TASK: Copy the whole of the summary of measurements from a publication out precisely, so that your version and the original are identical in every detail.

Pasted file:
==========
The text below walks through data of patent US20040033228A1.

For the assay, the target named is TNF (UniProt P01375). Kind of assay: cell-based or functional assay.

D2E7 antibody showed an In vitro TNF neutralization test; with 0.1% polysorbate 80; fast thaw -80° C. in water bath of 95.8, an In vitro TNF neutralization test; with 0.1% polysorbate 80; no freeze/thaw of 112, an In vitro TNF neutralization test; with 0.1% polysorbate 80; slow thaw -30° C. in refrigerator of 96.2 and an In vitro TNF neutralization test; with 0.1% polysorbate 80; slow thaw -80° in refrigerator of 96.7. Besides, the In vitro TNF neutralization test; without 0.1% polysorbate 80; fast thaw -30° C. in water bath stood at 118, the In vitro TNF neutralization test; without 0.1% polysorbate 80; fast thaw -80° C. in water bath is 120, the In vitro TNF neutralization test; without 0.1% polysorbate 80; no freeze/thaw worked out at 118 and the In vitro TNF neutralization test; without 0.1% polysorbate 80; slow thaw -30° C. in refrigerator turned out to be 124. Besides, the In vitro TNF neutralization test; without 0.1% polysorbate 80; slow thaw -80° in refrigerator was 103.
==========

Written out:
The text below walks through data of patent US20040033228A1.

For the assay, the target named is TNF (UniProt P01375). Kind of assay: cell-based or functional assay.

D2E7 antibody showed an In vitro TNF neutralization test; with 0.1% polysorbate 80; fast thaw -80° C. in water bath of 95.8, an In vitro TNF neutralization test; with 0.1% polysorbate 80; no freeze/thaw of 112, an In vitro TNF neutralization test; with 0.1% polysorbate 80; slow thaw -30° C. in refrigerator of 96.2 and an In vitro TNF neutralization test; with 0.1% polysorbate 80; slow thaw -80° in refrigerator of 96.7. Besides, the In vitro TNF neutralization test; without 0.1% polysorbate 80; fast thaw -30° C. in water bath stood at 118, the In vitro TNF neutralization test; without 0.1% polysorbate 80; fast thaw -80° C. in water bath is 120, the In vitro TNF neutralization test; without 0.1% polysorbate 80; no freeze/thaw worked out at 118 and the In vitro TNF neutralization test; without 0.1% polysorbate 80; slow thaw -30° C. in refrigerator turned out to be 124. Besides, the In vitro TNF neutralization test; without 0.1% polysorbate 80; slow thaw -80° in refrigerator was 103.